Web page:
In lieu of an abstract, here is a brief excerpt of the content:

Journal of World History 11.2 (2000) 364-367

[Access article in PDF]

Book Review

From Plato to NATO: The Idea of the West and Its Opponents

From Plato to NATO: The Idea of the West and Its Opponents. By DAVID GRESS. New York: Free Press, 1998. Pp. xiv + 610. $28.00 (cloth).

One of the most impressive contributions to the recent debates on multiculturalism and the core curriculum in higher education is David Gress's From Plato to NATO. The book's humorous title is a reference to the playful moniker coined by students for those sweeping survey courses in "Western civilization" and the "Great Books" that are standard fare at Ivy League caliber institutions. For those not privileged enough to attend Princeton or Columbia, the self-taught culture vulture might peruse the bookshelf of any middle-class home and find more than sufficient sustenance in the massive and elegantly written volumes making up Will and Ariel Durant's bestseller, The Story of Civilization.

Gress's book is an attempt to explain how these panoramic surveys of Western history became such an integral component of American academic culture. So pervasive was their influence that Gress dubs these optimistic stories of moral and technological progress as "The Grand Narrative." As this expression implies, the Western civilization course, as it is customarily taught, is governed by the conventions of a literary narrative, more a combination of our present-day aesthetic and moral sensibilities than a solid or reliable account of the historical past. The story of the West, according to the Grand Narrative, was a political odyssey that began in Greece and culminated with the scientific democratic and capitalistic values of twentieth-century American Progressivism. As any beleaguered undergraduate knows, the historical narrative itself was composed of several distinct stages that mapped the itinerary of the West's democratic journey: it placed an [End Page 364] extraordinary emphasis on the political, artistic, and philosophic heritage of fifth-century Athens, passed more cursorily over Rome, early Christianity and the Middle Ages, and only regained its vigor and character with the Renaissance, Scientific Revolution, and Enlightenment. For Gress, this itinerary reflects the political agenda of the American ruling class during the heyday of the Grand Narrative (1920s-1960s), which was to legitimate the modern commitment to science and industry by portraying itself as the culmination of a long Western tradition of freedom and progress.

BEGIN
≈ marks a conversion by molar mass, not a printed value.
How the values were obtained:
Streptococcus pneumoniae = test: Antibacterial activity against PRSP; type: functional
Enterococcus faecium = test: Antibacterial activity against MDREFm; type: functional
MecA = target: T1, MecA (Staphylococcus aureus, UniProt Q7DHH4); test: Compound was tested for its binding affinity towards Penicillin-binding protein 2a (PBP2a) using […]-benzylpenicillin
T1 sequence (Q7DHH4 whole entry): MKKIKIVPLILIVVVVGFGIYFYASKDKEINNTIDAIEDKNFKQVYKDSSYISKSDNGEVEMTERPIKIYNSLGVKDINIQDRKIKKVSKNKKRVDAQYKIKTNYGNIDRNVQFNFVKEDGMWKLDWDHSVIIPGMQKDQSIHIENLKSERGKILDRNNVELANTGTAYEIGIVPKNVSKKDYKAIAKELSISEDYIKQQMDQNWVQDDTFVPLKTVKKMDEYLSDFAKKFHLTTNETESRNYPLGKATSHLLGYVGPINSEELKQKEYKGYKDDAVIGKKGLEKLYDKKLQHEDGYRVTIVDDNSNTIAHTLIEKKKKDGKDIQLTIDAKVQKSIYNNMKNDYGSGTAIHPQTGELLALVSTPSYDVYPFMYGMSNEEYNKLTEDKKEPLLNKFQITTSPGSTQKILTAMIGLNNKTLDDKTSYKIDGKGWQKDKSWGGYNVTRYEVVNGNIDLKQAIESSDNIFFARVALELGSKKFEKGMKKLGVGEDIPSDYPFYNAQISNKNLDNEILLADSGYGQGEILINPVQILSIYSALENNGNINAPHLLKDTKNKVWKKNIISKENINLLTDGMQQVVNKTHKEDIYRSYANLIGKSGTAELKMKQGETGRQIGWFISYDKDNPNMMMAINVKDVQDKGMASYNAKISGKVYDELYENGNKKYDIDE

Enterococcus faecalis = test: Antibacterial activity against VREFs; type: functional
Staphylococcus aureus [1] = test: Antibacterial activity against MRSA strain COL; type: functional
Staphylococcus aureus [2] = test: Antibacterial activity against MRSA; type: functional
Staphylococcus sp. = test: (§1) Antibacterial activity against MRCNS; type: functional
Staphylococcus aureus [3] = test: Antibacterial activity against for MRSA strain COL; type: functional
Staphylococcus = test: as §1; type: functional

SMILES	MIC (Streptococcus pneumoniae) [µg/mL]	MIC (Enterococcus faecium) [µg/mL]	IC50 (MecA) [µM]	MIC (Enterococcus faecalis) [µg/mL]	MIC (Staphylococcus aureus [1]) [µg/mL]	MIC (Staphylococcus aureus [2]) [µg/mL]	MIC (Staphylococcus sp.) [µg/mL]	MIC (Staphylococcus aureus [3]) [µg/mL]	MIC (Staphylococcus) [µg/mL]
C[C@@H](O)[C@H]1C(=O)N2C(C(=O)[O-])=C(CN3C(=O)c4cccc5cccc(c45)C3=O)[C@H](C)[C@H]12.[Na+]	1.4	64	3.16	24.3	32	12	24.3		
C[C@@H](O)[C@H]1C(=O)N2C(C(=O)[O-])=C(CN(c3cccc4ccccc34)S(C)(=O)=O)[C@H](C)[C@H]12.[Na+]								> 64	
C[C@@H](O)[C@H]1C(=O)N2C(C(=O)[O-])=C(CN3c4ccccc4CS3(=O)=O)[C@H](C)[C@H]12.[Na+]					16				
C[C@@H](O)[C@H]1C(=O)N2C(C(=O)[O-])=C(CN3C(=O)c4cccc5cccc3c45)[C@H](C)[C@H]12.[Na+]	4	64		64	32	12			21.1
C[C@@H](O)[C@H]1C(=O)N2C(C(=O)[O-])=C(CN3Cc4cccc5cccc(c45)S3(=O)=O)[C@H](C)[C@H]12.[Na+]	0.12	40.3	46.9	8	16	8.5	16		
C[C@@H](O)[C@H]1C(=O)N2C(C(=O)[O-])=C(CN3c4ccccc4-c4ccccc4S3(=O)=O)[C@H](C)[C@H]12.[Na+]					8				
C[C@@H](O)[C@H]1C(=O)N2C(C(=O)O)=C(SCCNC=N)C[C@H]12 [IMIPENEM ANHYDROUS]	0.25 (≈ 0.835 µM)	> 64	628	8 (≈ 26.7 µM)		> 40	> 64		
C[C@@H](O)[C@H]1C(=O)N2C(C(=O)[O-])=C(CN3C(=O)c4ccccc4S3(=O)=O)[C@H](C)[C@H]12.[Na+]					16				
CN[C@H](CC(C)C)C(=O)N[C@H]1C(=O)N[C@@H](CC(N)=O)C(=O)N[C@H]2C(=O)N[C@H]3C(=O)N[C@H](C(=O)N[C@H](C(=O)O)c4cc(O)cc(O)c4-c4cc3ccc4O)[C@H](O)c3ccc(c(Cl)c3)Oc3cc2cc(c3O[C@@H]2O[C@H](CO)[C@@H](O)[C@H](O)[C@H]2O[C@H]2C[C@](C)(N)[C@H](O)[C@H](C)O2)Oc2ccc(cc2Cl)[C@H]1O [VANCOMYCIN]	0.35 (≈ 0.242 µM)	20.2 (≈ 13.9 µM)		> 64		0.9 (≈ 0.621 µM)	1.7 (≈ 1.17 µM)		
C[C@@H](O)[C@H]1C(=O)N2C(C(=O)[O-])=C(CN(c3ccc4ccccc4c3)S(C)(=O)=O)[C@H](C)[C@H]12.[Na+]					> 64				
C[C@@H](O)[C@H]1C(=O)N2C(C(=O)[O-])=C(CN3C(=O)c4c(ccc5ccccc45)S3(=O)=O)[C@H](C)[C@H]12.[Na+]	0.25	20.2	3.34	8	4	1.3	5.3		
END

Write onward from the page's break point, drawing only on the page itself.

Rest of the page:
Gress argues that the Grand Narrative ultimately displaced an older and more viable conception of history, one that was embraced by skeptical thinkers such as Montesquieu, Hume, and Tocqueville, in which Roman, Christian, and Germanic institutions were considered the essential ingredients of Western culture. This older narrative of the medieval origins of European identity was politically untenable after World War I when anti-German bias could no longer stomach the image of the freedom-loving Teutonic warrior. By the 1920s, history courses routinely portrayed the old German tribes as barbarian hordes who swept down on the Classical world and shrouded Europe in a millennium of darkness. The paradox is that the Germanic origins of Western civilization, reviled and rejected in the nationalist aftermath of the World Wars, gave way nonetheless to a curriculum that drew heavily on the German university system. The Germanic warrior was out, but German pedagogy was in. Inspired by luminaries such as Hegel and Humboldt, with their noted philhellenic sympathies, Ivy League educators soon transformed what Eliza Butler called the "tyranny of Greece over Germany" into the tyranny of Greece over America. The Germanic pedagogy, in its updated Americanized version, increasingly defined the West in terms of a Hellenic heritage devoted to the ideals of reason, freedom, and democracy.

But Gress contends that it was this very idealism and moralism that made the Grand Narrative susceptible to attack. Starting in the 1960s, campus activists began to point to the discrepancy between Western democratic values and a historical past that included more than its fair share of slavery, racism, and genocide. Western science and technology had done more, perhaps, than any...